There isn’t such a thing as a renewable energy source, and it has become something of a dangerous myth.

      In fact, many of the materials for so-called renewable energy sources are not finite, and are fast running out.

      https://theconversation.com/metals-and-minerals-will-be-the-next-finite-resource-shortfall-20170

      Population growth in our country is being mostly driven by immigration, and it appears to some that we must grow our population to “create jobs” and increase our wealth.

      Considering the amount of immigration that has already occurred in Australia, and Australia’s current debt levels, I do think growing our population now needs more thought.

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    7. Peter Redshaw

      Retired

      In reply to Dale Bloom

      Dale, maybe we need to take the argument down a different track and use this governments own argument against the saving of the car industry in this country and with it the loss of Holden. The argument was the cost of subsidizing the industry per job to the return we got from the car maker.

      We should use the same argument in regards to the mining industry. What is the actual cost of subsidizing the mining industry in this country to the actual return of income earned by the mining industry…

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    8. Jim Inglis

      retired

      In reply to Dale Bloom

      "In fact, many of the materials for so-called renewable energy sources are not finite, and are fast running out."

      Dale, I'm not in favour of that renewable energy you link to but do you know of ANY resource, let alone renewable energy resource,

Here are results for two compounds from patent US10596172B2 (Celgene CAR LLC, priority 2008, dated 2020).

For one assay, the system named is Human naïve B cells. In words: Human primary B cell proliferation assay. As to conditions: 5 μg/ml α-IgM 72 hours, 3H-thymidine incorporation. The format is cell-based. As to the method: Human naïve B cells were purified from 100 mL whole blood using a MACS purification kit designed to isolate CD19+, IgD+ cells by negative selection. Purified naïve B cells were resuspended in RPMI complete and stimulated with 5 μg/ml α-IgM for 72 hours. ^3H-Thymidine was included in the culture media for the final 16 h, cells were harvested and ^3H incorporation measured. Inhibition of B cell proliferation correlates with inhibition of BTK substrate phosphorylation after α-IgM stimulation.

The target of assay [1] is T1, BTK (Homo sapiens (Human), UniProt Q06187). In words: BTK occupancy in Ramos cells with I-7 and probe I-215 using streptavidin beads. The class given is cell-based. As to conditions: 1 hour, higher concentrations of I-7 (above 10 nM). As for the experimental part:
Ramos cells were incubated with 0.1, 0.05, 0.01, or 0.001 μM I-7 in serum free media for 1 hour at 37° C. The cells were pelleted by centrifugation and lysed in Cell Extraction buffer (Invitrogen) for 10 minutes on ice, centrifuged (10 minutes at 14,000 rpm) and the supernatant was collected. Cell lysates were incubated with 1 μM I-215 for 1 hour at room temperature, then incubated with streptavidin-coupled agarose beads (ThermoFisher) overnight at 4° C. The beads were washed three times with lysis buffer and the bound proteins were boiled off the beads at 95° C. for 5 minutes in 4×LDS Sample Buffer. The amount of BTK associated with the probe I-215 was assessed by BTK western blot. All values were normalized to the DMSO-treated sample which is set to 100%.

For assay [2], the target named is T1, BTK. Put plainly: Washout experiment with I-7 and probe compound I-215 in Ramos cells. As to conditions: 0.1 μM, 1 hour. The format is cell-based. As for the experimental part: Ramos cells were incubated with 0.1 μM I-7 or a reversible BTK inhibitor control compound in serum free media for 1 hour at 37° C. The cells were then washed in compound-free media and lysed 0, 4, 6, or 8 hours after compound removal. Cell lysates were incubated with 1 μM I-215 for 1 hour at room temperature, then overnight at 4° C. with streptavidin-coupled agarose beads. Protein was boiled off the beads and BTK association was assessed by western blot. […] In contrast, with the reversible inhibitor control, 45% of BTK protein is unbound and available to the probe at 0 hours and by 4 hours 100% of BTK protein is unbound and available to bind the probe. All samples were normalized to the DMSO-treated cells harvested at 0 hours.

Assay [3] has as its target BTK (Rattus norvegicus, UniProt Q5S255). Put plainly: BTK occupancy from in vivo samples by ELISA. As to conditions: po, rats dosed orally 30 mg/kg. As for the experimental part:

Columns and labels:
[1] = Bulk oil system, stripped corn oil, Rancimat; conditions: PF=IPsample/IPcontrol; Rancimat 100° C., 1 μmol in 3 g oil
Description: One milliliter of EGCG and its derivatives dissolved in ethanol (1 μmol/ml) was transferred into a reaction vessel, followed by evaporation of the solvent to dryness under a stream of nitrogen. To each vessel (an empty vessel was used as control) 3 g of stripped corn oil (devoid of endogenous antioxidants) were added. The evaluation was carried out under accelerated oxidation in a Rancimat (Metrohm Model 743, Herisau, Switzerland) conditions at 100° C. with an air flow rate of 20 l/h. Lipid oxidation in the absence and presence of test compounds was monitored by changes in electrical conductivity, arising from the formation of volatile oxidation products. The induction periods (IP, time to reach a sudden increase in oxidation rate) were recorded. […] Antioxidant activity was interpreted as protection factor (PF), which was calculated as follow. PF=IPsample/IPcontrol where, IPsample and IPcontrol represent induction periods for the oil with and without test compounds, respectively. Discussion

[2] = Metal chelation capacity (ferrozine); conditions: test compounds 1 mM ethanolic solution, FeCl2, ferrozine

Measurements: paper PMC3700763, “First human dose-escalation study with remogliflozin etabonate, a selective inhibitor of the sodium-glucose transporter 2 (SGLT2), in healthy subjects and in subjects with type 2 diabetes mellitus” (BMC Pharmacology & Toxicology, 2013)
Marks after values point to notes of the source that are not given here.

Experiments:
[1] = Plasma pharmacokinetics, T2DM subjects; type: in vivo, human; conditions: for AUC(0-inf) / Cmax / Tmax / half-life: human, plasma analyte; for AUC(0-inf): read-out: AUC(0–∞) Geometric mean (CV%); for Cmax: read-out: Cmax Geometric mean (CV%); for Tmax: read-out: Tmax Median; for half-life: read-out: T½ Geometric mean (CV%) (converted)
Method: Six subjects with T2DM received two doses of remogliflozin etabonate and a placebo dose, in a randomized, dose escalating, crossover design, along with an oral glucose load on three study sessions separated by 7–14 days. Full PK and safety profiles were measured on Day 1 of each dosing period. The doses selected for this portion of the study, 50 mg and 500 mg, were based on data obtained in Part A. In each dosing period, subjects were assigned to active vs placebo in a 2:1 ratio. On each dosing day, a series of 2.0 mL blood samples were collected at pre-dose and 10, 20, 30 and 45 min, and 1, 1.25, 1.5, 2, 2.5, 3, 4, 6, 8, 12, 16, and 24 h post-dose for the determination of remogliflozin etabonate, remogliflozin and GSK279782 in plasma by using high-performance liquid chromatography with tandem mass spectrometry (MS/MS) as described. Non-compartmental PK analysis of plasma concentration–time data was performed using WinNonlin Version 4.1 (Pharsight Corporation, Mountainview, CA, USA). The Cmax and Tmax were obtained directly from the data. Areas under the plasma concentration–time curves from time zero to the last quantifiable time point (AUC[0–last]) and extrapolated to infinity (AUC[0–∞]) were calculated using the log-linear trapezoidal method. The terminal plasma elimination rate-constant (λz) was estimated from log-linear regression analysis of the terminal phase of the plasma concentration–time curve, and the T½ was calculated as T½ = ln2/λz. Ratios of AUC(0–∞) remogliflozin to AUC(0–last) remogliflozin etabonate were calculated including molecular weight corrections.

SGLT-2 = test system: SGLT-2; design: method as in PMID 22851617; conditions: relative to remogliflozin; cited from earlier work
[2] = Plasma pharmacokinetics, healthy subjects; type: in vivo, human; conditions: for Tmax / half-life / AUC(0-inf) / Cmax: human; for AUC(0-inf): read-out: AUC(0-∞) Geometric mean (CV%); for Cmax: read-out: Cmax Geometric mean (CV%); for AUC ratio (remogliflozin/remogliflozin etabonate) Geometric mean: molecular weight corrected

that has ever run out?

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    9. David Rennie

      IT Contractor

      In reply to Dale Bloom

      Australias population has trebled in my lifetime and hopefully will quadruple before I die. If it only doubles in the lifetime of my grandson that would surprise me.
      As a wealthy attractive country we need to plan for a continuing population increase mainly based on migration. From a global population and environment perspective our rapidly increasing population is not a problem if it reduces population and environment pressures in other areas.

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  3. David Arthur

    resistance gnome

    Thanks Ms Rawson, and best wishes for your new year.

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  4. Akshat Rathi

    Science and Data Editor at The Conversation

    "Frigatebirds scare other birds into vomiting, then eat the vomit. Despite this, they are on that endangered list"

    :)

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    1. Greg North

      Retired Engineer

      In reply to Akshat Rathi

      I certainly needed to know that Akshat, especially seeing as I was thinking of some Xmas pudding for breakfast and I bet you get a few jibes about what you process too.
      Seasons greetings all the same.

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    1. David Rennie

      IT Contractor

      In reply to Jim Inglis

      Jim,
      With several global temperature records to choose from why do you choose the only one, and the longest timeframe,that supports your argument rather than choosing the average, or a scientifically relevant timeframe.
      There are thousands of discrete facts that could be construed as not supporting the science relating to global warming. It is only by synthesising the millions of relevant facts showing that global warming is occurring that you can see the truth of the issue. Cherry picking a few facts is just fooling yourself.

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    2. Jim Inglis

      retired

      In reply to David Rennie